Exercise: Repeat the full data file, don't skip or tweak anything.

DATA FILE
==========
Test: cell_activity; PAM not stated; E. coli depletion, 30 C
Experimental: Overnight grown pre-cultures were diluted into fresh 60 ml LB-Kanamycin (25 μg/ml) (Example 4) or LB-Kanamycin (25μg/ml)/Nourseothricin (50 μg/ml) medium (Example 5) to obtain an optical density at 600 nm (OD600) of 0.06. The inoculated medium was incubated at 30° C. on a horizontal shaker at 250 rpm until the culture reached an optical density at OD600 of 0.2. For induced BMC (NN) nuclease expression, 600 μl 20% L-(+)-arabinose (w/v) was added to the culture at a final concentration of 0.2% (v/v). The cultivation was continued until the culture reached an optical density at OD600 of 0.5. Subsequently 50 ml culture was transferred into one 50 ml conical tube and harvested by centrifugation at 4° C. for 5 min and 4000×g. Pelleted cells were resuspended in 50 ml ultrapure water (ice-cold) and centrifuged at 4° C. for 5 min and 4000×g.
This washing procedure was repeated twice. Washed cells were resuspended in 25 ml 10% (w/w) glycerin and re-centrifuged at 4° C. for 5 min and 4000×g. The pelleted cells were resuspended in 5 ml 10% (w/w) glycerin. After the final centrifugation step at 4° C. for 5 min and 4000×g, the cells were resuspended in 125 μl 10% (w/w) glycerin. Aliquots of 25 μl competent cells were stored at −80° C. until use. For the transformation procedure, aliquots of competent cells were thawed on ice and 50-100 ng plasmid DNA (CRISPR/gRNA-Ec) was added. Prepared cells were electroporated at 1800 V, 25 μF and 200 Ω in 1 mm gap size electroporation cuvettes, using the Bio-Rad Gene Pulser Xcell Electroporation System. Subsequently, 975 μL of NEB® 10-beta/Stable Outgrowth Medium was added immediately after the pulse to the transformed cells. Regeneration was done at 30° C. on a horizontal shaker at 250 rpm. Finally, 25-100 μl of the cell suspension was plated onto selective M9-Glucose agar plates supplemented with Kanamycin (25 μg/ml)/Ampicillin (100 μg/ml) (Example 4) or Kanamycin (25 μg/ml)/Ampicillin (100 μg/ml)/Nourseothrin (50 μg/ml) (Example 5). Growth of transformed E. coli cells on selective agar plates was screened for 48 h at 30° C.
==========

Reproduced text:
Test: cell_activity; PAM not stated; E. coli depletion, 30 C
Experimental: Overnight grown pre-cultures were diluted into fresh 60 ml LB-Kanamycin (25 μg/ml) (Example 4) or LB-Kanamycin (25μg/ml)/Nourseothricin (50 μg/ml) medium (Example 5) to obtain an optical density at 600 nm (OD600) of 0.06. The inoculated medium was incubated at 30° C. on a horizontal shaker at 250 rpm until the culture reached an optical density at OD600 of 0.2. For induced BMC (NN) nuclease expression, 600 μl 20% L-(+)-arabinose (w/v) was added to the culture at a final concentration of 0.2% (v/v). The cultivation was continued until the culture reached an optical density at OD600 of 0.5. Subsequently 50 ml culture was transferred into one 50 ml conical tube and harvested by centrifugation at 4° C. for 5 min and 4000×g. Pelleted cells were resuspended in 50 ml ultrapure water (ice-cold) and centrifuged at 4° C. for 5 min and 4000×g.
This washing procedure was repeated twice. Washed cells were resuspended in 25 ml 10% (w/w) glycerin and re-centrifuged at 4° C. for 5 min and 4000×g. The pelleted cells were resuspended in 5 ml 10% (w/w) glycerin. After the final centrifugation step at 4° C. for 5 min and 4000×g, the cells were resuspended in 125 μl 10% (w/w) glycerin. Aliquots of 25 μl competent cells were stored at −80° C. until use. For the transformation procedure, aliquots of competent cells were thawed on ice and 50-100 ng plasmid DNA (CRISPR/gRNA-Ec) was added. Prepared cells were electroporated at 1800 V, 25 μF and 200 Ω in 1 mm gap size electroporation cuvettes, using the Bio-Rad Gene Pulser Xcell Electroporation System. Subsequently, 975 μL of NEB® 10-beta/Stable Outgrowth Medium was added immediately after the pulse to the transformed cells. Regeneration was done at 30° C. on a horizontal shaker at 250 rpm. Finally, 25-100 μl of the cell suspension was plated onto selective M9-Glucose agar plates supplemented with Kanamycin (25 μg/ml)/Ampicillin (100 μg/ml) (Example 4) or Kanamycin (25 μg/ml)/Ampicillin (100 μg/ml)/Nourseothrin (50 μg/ml) (Example 5). Growth of transformed E. coli cells on selective agar plates was screened for 48 h at 30° C.